In this Monty spinoff, Hurwitz once again writes about childhood milestones—but this time with twins.
Arlene and Ilene Kelly are 7-year-old identical twins with the same straight brown hair, the same style glasses and usually even the same outfit. In six short, episodic chapters that combine into a larger narrative, the second-graders face the ups and downs of being twins. The first chapter introduces the sisters, who, though born only eight minutes apart, have birthdays on separate days. Readers learn how their parents (though not most other people) tell them apart and how they play with neighbor Monty (featured in several books by the author). Subsequent stories describe how the sisters end up with the perfect pets though they can’t decide between a cat or a dog; wonder if being twins is less special than being triplets; and deal with a Halloween mix-up. The final story realistically recognizes the girls’ anxiety when Arlene, à la Madeline, awakes in the night with appendicitis, and the sisters are forced to spend time apart. The experience affirms both their growing independence and unyielding friendship. No matter the predicament, Hurwitz interjects both humor and warmth.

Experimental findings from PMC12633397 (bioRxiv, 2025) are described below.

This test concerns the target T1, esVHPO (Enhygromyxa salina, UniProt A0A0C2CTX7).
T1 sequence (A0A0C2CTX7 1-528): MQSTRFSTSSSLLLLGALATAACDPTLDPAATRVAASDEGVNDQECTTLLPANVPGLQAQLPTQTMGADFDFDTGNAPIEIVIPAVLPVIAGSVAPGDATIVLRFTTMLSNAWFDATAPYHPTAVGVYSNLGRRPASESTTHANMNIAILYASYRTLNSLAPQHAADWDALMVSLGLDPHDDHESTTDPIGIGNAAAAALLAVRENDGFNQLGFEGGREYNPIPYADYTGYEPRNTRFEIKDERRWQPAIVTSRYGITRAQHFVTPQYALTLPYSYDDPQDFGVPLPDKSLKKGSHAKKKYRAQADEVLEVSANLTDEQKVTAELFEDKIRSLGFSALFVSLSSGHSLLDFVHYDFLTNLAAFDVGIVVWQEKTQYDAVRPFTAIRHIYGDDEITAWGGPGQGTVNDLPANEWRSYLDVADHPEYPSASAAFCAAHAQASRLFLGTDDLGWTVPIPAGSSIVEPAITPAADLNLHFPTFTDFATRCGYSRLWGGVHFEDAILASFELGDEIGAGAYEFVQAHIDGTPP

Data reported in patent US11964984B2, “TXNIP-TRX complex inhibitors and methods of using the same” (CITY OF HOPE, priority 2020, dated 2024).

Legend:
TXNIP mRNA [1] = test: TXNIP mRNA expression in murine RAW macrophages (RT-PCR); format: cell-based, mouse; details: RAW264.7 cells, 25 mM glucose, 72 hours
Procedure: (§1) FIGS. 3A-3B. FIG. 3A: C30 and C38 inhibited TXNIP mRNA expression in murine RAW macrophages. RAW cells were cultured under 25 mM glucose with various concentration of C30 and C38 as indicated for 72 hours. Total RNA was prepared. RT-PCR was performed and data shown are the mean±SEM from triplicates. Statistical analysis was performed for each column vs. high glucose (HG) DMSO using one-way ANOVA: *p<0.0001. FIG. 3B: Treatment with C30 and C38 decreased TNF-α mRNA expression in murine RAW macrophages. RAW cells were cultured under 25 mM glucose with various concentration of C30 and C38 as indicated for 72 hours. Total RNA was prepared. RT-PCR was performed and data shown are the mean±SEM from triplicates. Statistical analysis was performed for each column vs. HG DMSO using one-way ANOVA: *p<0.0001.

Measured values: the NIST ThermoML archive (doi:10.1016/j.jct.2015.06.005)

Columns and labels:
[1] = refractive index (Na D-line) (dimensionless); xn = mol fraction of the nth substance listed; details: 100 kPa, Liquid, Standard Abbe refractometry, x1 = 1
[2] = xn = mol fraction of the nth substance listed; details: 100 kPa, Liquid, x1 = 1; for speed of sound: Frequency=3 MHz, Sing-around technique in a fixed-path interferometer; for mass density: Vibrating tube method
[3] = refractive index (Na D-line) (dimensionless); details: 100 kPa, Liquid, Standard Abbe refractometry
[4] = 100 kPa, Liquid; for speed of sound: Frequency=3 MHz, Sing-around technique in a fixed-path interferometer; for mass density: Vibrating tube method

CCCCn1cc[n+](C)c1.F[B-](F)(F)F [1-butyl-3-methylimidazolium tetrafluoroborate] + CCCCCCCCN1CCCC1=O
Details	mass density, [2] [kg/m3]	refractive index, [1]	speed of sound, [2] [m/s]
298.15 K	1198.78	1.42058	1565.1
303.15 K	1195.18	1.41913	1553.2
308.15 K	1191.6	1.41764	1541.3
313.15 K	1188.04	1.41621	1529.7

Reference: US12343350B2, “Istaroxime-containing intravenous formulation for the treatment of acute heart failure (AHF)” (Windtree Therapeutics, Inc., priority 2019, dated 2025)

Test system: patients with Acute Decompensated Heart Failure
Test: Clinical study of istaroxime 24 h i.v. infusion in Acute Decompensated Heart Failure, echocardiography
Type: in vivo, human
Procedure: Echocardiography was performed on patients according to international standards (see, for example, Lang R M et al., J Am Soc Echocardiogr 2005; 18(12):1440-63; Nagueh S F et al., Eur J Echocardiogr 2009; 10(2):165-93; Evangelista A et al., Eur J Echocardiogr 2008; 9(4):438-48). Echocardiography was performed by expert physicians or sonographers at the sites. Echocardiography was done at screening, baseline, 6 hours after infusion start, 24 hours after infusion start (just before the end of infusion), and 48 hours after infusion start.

Accompanied by illustrations as playful as Arlene and Ilene, this chapter book is a t-winning choice for transitional readers who have graduated from Grace Lin’s Ling & Ting early readers and enjoyed Hurwitz’s previous titles. (Fiction. 6-9)